Home About Our Services Appointment Downloadable Resources Testimonials Our Staff Links Contact

PAGE 1 | PAGE 2

SERVICES


SLEEP APNEA | SNORING | RESTLESS LEG SYNDROME | NARCOLEPSY

SLEEP APNEA

Sleep apnea is a common condition that is characterized by the repetitive obstruction of airflow into your lungs during sleep, causing repeated pauses in breathing and resulting in negative health risks if left untreated. It is estimated over 18 million Americans suffer from this condition. For those affected, their airway to the lungs is most commonly blocked at the throat level of the soft palate. However, it is possible that obstructions appear in different levels of the throat.

How Do I know If I Have Sleep Apnea?

Snoring is the most common symptom in patients. Those affected can stop breathing throughout the night, leading to severe sleep disturbance. The brain however, will continuously wake the individual to resume a normal breathing pattern, causing them to become more fatigued and tired throughout the day than others. Common symptoms may include:

  • Snoring that may be very loud
  • Choking or gasping during sleep
  • Stopping breathing during sleep
  • Unrefreshing sleep and morning grogginess
  • Dry mouth in the morning
  • Headaches on awakening that may persist during the day
  • Problems with memory and concentration
  • Night sweats
  • Indigestion during the night
  • Urinating several times at night
  • Daytime sleepiness
  • Irritability and/or fatigue during the day
  • Depression
  • Decreased libido

How Do You Get Sleep Apnea?

During sleep, the tongue, excess throat tissue, or relaxed throat muscles can block the airway passage to the lungs. As breathing reduces or stops, the body begins struggling for air and the oxygen level in the blood drops. The brain will wake the affected individual to resume the normal breathing for four or five breaths until the oxygen level rises and the individual then falls back to sleep. This repetitive process can continue throughout the night, resulting in:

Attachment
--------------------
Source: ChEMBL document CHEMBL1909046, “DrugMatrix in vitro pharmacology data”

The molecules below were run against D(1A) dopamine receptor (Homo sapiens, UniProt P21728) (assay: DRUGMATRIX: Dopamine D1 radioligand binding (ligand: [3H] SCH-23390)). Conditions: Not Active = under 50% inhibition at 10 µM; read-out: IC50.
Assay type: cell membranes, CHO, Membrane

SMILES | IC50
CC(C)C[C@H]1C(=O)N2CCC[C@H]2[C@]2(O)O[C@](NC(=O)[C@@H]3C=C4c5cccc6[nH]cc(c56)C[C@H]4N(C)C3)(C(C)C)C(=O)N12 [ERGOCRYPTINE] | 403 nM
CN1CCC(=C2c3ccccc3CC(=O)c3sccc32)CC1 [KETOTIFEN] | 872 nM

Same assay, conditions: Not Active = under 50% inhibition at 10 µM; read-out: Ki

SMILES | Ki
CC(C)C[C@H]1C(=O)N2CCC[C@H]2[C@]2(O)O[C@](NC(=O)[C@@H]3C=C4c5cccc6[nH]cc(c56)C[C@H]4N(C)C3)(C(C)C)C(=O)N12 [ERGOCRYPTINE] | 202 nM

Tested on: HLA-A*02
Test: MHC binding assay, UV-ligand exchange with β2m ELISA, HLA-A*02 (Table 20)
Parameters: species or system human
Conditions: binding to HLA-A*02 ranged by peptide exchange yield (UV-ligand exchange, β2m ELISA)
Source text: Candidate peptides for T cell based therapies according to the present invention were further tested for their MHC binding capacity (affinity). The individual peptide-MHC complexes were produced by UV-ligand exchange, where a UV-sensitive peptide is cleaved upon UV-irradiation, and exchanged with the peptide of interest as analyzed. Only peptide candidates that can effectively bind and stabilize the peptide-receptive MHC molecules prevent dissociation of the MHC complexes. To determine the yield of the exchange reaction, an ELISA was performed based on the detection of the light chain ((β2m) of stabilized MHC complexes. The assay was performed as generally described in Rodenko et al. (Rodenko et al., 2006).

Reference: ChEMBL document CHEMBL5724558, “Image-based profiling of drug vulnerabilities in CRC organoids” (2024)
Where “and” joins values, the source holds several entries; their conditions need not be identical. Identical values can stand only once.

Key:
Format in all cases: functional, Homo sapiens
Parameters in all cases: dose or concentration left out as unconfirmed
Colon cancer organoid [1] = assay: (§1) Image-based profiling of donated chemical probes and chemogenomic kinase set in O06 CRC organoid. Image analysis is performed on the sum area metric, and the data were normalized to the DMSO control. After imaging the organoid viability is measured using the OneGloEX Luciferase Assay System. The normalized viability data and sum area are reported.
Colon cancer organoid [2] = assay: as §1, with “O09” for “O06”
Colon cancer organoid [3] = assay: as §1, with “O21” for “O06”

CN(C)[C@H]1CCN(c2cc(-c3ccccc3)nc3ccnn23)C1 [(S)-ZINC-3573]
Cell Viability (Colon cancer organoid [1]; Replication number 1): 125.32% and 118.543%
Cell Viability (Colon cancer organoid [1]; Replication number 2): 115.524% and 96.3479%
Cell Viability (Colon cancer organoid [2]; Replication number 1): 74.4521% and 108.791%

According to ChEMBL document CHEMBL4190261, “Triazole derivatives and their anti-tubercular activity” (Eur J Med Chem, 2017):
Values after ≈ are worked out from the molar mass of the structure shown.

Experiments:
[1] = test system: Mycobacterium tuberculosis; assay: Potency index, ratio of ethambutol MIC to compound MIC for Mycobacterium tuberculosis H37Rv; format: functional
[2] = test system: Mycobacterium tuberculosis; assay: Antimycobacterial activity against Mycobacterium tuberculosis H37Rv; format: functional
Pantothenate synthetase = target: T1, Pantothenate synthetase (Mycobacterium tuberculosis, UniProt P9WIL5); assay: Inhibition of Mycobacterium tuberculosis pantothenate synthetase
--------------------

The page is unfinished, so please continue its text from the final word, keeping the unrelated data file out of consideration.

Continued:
• High blood pressure or blood pressure that requires manymedications
  • Heart attack
  • Irregular heart beats
  • Congestive heart failure
  • Diabetes mellitus
  • Stroke

What Test Diagnoses Sleep Apnea?

Diagnosing sleep apnea involves an overnight sleep study overseen by a board certified sleep doctor completed in one of our state of the art sleep labs or from a take home sleep test. Before your study, sensors will be applied to your body for us to monitor various bodily parameters such as your brain waves, eye movements, oxygen levels, heart rate, and breathing patterns. If the test is done in the lab, you are often able to go about your normal duties the following morning. In some cases, treatment may be started during the night o0f the sleep study. Following your study, results are interpreted by our board certified sleep doctor and the results are communicated and explained to you as well as a copy is sent to your open doctor as directed.

How Do You Treat Sleep Apnea?

There are several treatment modalities. In our clinic, we individualize treatment ensuring we match you to the most appropriate modality after discussion with the specialist.

Available modalities include:

  • Nasal CPAP (Continuous Positive Airway Pressure): Nasal CPAP is a device that can be placed and used in the comfort of your home. The CPAP device works during sleep by gently blowing air from a machine into a mask applied over the person’s nose. The air pressure keeps the airway open, eliminating the apnea and frequent awakenings. Nasal CPAP is the most common treatment method available.
  • Weight Loss: This is an integral part of our comprehensive approach to sleep care. Even small weight loss may make a difference and we provide a health coach to assist you in the process.
  • Positioning: For some people, position change during sleep may reduce symptoms or be the only treatment needed. It can be difficult to change the way you sleep but learning to use pillows to position yourself comfortably on your side can help prevent obstructions to your airway during sleep.
  • Dental appliances: Some appliances are used to help keep the tongue and lower jaw from falling backward during sleep. They are most effective for people with mild to moderate symptoms. They may be adequate to treat certain categories of patients. Dentists who specialize in the management of apnea fit these devices.
  • Surgery: Surgery to widen the breathing passage is an option in severe cases.

SNORING [ TOP ]

Snoring is the noise that occurs when the flow of air from the mouth or nose to your lungs makes the tissues of your throat vibrate during sleep. Vibrations can be severe leading to loud sounds that may make it hard for you and your partner to sleep peacefully. Almost 90 million American adults suffer from this sleep disorder. It may have untoward effects on you and your partner.